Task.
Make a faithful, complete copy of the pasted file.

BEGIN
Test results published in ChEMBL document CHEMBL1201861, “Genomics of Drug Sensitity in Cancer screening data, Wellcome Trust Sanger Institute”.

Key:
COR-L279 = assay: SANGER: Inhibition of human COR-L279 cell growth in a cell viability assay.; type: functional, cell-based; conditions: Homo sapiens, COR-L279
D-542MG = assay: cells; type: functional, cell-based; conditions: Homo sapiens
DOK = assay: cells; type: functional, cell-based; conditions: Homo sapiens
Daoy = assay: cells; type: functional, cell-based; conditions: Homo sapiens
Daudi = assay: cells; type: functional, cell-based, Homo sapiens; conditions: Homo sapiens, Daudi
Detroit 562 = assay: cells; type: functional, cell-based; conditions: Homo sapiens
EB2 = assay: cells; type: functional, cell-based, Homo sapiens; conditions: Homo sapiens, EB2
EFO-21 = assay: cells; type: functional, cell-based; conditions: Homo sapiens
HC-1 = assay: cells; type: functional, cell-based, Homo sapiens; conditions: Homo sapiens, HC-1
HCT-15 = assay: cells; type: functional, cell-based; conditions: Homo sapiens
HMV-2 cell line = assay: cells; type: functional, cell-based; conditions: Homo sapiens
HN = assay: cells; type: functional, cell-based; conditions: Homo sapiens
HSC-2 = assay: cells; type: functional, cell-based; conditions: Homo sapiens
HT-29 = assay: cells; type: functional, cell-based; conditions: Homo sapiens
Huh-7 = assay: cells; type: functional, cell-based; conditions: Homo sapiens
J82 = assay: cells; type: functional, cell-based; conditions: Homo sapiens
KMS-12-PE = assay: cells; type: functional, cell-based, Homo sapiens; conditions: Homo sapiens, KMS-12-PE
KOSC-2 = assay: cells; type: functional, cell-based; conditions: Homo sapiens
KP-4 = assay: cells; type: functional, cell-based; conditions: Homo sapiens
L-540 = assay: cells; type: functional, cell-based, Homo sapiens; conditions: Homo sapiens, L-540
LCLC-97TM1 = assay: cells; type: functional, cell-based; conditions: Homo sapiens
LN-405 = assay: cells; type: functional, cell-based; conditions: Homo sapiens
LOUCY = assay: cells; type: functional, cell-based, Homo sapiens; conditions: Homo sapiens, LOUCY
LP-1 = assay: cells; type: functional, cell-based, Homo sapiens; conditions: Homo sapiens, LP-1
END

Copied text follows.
Test results published in ChEMBL document CHEMBL1201861, “Genomics of Drug Sensitity in Cancer screening data, Wellcome Trust Sanger Institute”.

Key:
COR-L279 = assay: SANGER: Inhibition of human COR-L279 cell growth in a cell viability assay.; type: functional, cell-based; conditions: Homo sapiens, COR-L279
D-542MG = assay: cells; type: functional, cell-based; conditions: Homo sapiens
DOK = assay: cells; type: functional, cell-based; conditions: Homo sapiens
Daoy = assay: cells; type: functional, cell-based; conditions: Homo sapiens
Daudi = assay: cells; type: functional, cell-based, Homo sapiens; conditions: Homo sapiens, Daudi
Detroit 562 = assay: cells; type: functional, cell-based; conditions: Homo sapiens
EB2 = assay: cells; type: functional, cell-based, Homo sapiens; conditions: Homo sapiens, EB2
EFO-21 = assay: cells; type: functional, cell-based; conditions: Homo sapiens
HC-1 = assay: cells; type: functional, cell-based, Homo sapiens; conditions: Homo sapiens, HC-1
HCT-15 = assay: cells; type: functional, cell-based; conditions: Homo sapiens
HMV-2 cell line = assay: cells; type: functional, cell-based; conditions: Homo sapiens
HN = assay: cells; type: functional, cell-based; conditions: Homo sapiens
HSC-2 = assay: cells; type: functional, cell-based; conditions: Homo sapiens
HT-29 = assay: cells; type: functional, cell-based; conditions: Homo sapiens
Huh-7 = assay: cells; type: functional, cell-based; conditions: Homo sapiens
J82 = assay: cells; type: functional, cell-based; conditions: Homo sapiens
KMS-12-PE = assay: cells; type: functional, cell-based, Homo sapiens; conditions: Homo sapiens, KMS-12-PE
KOSC-2 = assay: cells; type: functional, cell-based; conditions: Homo sapiens
KP-4 = assay: cells; type: functional, cell-based; conditions: Homo sapiens
L-540 = assay: cells; type: functional, cell-based, Homo sapiens; conditions: Homo sapiens, L-540
LCLC-97TM1 = assay: cells; type: functional, cell-based; conditions: Homo sapiens
LN-405 = assay: cells; type: functional, cell-based; conditions: Homo sapiens
LOUCY = assay: cells; type: functional, cell-based, Homo sapiens; conditions: Homo sapiens, LOUCY
LP-1 = assay: cells; type: functional, cell-based, Homo sapiens; conditions: Homo sapiens, LP-1